Wednesday, October 5, 2011


Digital preservation can be defined as the process and activities which stabilize and protect digital records and publications in forms which are retrievable, readable and usable over time. Digital preservation could also be defined as a set of processes and activities that ensure continued access to information and all kinds of records, scientific and cultural heritage existing in digital formats. This includes the preservation of materials resulting from digital reformatting but particularly information that is born-digital and has no analog counterpart. Digital preservation is an ongoing process of managing data for continued access and use.

The adoption of Information Communication Technologies (ICTs) has revolutionized the conduct of business and has greatly enhanced information accessibility. In particular, organizations are not only able to store large amounts of information but can also have quick access to it. This has improved service delivery and has ensured that policy makers react rapidly to social and economic developments. Further, the general public can also access information in remote areas. ICT has enabled archivists, records managers and librarians to carry out their mandate: that of information capture, preservation and dissemination. While use of ICT has occasioned these many benefits it has also brought challenges that have to be addressed. Principally, this new development has led to the generation of information in digital form which has to be managed. In spite of the benefits accruable, the technology has presented tremendous challenges which information professionals should be concerned with.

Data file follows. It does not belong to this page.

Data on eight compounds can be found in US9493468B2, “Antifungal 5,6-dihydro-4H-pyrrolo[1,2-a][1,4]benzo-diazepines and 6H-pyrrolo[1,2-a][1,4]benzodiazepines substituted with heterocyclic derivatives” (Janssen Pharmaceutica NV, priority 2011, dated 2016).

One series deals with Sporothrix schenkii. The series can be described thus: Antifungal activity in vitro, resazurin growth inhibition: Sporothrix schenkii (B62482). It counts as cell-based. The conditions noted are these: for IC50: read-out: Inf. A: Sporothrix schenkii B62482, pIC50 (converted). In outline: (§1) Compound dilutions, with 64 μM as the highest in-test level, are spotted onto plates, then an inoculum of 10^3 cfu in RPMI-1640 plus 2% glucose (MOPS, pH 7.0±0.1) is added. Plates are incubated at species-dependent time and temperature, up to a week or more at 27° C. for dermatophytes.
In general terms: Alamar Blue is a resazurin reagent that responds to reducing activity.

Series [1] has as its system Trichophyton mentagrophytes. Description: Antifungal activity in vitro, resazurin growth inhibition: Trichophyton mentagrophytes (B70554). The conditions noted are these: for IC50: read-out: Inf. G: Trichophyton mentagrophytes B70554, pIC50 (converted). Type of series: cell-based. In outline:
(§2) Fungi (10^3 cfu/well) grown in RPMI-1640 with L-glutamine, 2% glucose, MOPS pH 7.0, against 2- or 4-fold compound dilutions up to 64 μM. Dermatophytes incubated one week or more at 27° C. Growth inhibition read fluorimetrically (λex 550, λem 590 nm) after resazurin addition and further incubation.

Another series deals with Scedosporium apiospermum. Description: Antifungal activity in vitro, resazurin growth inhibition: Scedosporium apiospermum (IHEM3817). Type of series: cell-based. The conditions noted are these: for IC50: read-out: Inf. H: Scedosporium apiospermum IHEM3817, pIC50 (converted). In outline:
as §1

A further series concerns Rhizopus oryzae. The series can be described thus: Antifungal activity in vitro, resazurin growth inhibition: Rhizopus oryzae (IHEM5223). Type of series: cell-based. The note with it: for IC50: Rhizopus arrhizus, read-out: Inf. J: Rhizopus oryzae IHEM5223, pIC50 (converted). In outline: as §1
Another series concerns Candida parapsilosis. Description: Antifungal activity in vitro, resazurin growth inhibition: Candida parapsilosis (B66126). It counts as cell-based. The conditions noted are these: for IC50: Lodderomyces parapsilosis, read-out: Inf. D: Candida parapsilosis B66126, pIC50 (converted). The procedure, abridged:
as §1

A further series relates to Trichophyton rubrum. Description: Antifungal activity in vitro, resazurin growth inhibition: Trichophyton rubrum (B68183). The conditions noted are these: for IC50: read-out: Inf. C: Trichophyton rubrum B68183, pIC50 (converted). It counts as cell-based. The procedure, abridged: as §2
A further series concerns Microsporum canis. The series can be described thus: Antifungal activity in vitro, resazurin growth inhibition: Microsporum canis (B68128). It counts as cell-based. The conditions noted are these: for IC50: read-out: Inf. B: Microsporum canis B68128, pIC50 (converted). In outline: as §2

The purpose of preservation is to ensure protection of information of enduring value for access by present and future generations (Conway, 1990: 206). Libraries and archives have served as the central institutional focus for preservation, and both types of institutions include preservation as one of their core functions. In recent decades, many major libraries and archives have established formal preservation programs for traditional materials which include regular allocation of resources for preservation, preventive measures to arrest deterioration of materials, remedial measures to restore the usability of selected materials, and the incorporation of preservation needs and requirements into overall program planning.